Inside Real Madrid's Economic Strategies for the Kylian Mbappe Deal

Real Madrid's Financial Health and Transfer Strategy Explained

by Faruk Imamovic
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Inside Real Madrid's Economic Strategies for the Kylian Mbappe Deal
© Getty Images/Franco Arland

In one of football's most anticipated transfer deals, Real Madrid has finally secured the signing of Kylian Mbappe, a move that marks the culmination of a prolonged campaign by club president Florentino Perez. This deal, hailed as one of the largest in football history, reflects the strategic financial maneuvers of Madrid in recent years.

While Mbappe joins Madrid on a free transfer after his contract with Paris Saint-Germain (PSG) ends, the agreement involves a significant financial commitment from the La Liga giants. Reports indicate the 25-year-old French forward will receive a signing bonus of €150 million (£127.7m; $163m) and a yearly salary of €15 million.

This signing coincides with the club's completion of a €1.4 billion renovation of their iconic Santiago Bernabeu stadium, raising questions about how Madrid can afford such expenditures.

Madrid's Financial Health

Real Madrid's financial stability stands out in the Spanish football landscape. La Liga president Javier Tebas, despite his fraught relationship with the club, acknowledged in 2021 that Real Madrid is in the best financial health among Spanish clubs and has managed the pandemic's economic impact effectively. He reiterated this stance last year, noting that only Real Madrid could afford top talents like Mbappe and Manchester City striker Erling Haaland, given Barcelona's ongoing financial struggles.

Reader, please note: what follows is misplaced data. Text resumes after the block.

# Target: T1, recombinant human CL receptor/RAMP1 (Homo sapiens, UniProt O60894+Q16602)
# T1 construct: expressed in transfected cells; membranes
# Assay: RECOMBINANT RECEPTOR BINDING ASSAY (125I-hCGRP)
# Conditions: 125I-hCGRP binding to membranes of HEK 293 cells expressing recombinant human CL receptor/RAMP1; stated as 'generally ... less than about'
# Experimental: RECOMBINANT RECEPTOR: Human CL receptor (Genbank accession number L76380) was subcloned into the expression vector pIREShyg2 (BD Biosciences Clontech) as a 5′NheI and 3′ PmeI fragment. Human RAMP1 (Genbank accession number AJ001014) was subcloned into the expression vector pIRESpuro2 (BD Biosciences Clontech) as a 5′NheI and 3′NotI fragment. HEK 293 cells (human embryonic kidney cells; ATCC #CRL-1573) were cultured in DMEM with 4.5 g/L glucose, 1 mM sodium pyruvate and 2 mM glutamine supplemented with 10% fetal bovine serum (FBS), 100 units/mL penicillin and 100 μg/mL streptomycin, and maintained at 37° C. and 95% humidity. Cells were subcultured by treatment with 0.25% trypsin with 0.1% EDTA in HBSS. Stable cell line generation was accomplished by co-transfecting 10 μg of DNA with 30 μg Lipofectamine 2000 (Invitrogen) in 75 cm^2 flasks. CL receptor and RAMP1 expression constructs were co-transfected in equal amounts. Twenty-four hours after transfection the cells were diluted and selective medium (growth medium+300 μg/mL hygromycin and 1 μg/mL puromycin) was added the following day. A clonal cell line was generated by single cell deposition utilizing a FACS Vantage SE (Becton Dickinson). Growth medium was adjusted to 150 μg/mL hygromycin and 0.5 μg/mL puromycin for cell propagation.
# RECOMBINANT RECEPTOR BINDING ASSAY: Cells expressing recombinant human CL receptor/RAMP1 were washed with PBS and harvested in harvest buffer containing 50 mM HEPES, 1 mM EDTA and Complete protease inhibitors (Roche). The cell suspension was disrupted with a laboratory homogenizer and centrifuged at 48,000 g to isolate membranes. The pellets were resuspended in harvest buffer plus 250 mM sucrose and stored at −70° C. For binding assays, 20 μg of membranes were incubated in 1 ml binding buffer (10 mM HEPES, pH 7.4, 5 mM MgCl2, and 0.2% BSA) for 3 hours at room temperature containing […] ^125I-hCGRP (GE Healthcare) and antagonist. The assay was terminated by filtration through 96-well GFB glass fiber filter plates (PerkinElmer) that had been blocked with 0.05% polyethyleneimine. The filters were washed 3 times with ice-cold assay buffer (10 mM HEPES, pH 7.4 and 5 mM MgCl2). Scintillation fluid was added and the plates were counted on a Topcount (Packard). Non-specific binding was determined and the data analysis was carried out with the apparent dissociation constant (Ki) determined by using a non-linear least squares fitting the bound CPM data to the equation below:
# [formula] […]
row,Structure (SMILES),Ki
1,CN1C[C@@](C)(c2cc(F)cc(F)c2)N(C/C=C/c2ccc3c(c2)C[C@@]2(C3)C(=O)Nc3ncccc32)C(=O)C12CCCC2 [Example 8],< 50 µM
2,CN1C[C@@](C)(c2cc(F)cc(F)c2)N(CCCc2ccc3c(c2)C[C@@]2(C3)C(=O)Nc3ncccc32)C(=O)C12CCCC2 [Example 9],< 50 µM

Barcelona, in contrast, has faced significant deficits, which President Joan Laporta has attempted to mitigate through controversial financial mechanisms, raising €867 million by selling shares in future revenues. Meanwhile, Real Madrid has consistently posted positive operating results since the 2002-03 season, including an €11.8 million surplus for 2022-23, with revenues totaling €843 million, a 17% increase from the previous year.

Madrid's La Liga-imposed salary budget is the highest in Spain at €727.5 million, a significant increase from the previous year's €683.5 million. In comparison, Atletico Madrid and Barcelona have much lower budgets, standing at €303.4 million and €204 million, respectively.

Real Madrid UEFA Champions League Trophy Parade
Real Madrid UEFA Champions League Trophy Parade© Getty Images/Angel Martinez
 

Canny Transfer Strategies

Real Madrid's recent transfer policy showcases a shift towards prudence and strategic investments, contrasting with the extravagant spending on 'galacticos' during Perez's first term as president from 2000-06. Apart from the summer of 2019, when the club spent €350 million (half of which was on Eden Hazard and Luka Jovic), Madrid has adopted a more frugal approach.

To balance their books, Madrid has sold numerous players, including Mateo Kovacic, Marcos Llorente, Theo Hernandez, and Achraf Hakimi. The club has also offloaded older players like Casemiro and Raphael Varane at opportune moments. Recent signings have focused on market opportunities and young talents, with players like Thibaut Courtois, David Alaba, Antonio Rudiger, Jude Bellingham, Vinicius Junior, Rodrygo, and Eduardo Camavinga joining the squad.

After three summers of making a profit on player transfers and a challenging 2022-23 season, Madrid decided to invest significantly last summer. This move paid off, as they secured La Liga, the Champions League, and the Supercopa de Espana titles. Their €128 million expenditure included marquee signing Bellingham for €103 million, Arda Guler for €20 million, and the returns of academy players Fran Garcia and Joselu.

Salaries and Financial Flexibility